While the invention has been illustrated and described as embodied in a method and apparatus for evaluating and processing a strip of negatives to be printed, it is not intended to be limited to the details shown, since various modifications and structural changes may be made without departing in any way from the spirit of the present invention.
Without further analysis, the foregoing will so fully reveal the gist of the present invention that others can by applying current knowledge readily adapt it for various applications without omitting features that, from a standpoint of prior art, fairly constitute essential characteristics of the generic or specific aspects of this invention.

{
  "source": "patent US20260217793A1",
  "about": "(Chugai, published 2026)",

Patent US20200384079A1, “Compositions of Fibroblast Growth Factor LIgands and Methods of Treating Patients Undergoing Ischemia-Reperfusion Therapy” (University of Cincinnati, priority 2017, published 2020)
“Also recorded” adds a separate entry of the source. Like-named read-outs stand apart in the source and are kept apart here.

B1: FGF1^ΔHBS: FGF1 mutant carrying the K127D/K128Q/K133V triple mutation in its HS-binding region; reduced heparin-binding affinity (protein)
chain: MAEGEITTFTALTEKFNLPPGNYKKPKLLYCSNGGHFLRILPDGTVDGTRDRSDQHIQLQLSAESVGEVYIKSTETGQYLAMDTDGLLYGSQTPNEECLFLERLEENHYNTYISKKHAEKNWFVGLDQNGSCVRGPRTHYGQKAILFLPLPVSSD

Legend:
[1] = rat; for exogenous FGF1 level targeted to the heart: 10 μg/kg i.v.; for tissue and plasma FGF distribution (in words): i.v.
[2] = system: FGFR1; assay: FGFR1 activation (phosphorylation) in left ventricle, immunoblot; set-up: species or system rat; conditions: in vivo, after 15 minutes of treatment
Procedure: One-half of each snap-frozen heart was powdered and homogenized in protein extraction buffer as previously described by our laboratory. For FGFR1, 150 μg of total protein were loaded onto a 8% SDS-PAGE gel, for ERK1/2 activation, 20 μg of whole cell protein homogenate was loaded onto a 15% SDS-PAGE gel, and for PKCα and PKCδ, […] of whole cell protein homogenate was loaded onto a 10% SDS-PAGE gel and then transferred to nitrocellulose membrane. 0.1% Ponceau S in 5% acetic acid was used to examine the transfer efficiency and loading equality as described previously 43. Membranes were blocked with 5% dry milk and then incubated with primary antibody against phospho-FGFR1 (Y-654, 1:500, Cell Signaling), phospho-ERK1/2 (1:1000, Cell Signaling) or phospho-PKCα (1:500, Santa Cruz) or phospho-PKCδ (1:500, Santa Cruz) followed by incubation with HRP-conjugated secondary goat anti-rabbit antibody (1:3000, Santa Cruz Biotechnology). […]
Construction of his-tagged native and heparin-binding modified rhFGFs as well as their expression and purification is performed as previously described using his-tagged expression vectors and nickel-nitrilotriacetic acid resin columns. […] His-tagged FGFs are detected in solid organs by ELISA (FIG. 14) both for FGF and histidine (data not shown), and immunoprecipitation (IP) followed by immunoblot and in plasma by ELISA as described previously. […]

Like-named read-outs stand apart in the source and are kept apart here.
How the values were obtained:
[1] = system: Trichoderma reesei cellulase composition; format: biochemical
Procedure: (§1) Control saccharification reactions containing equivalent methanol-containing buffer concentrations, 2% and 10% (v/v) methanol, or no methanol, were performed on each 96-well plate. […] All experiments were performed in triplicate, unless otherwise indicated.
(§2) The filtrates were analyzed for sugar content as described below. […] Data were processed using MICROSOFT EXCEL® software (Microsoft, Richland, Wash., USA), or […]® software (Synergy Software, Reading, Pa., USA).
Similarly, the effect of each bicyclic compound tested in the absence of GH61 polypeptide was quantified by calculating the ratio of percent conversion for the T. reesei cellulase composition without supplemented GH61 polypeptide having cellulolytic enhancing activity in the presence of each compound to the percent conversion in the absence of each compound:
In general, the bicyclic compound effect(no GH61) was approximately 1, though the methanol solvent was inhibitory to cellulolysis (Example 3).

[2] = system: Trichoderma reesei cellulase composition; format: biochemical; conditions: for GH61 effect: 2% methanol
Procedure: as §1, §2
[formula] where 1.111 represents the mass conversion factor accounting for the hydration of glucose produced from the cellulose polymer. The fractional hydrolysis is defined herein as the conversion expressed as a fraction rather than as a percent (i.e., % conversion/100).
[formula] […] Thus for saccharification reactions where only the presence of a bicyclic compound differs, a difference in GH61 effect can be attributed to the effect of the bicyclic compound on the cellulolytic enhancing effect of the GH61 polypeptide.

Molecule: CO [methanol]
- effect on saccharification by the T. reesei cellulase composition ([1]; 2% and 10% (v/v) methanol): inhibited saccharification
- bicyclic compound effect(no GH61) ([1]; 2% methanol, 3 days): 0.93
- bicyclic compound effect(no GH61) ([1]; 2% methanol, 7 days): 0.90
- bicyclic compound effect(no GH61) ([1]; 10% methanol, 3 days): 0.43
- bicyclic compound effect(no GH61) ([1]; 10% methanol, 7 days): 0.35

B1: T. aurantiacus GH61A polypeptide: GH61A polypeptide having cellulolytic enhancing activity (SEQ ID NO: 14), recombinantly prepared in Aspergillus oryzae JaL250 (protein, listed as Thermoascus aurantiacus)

What is claimed as new and desired to be protected by Letters Patent is set forth in the appended claims.
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|US5760877 *||Oct 29, 1996||Jun 2, 1998||Gretag Imaging, Ag||Process and device for preparing film strips for subsequent orders|
|U.S. Classification||355/32, 355/40|
|International Classification||G03G21/00, G01D9/00, G03B27/46|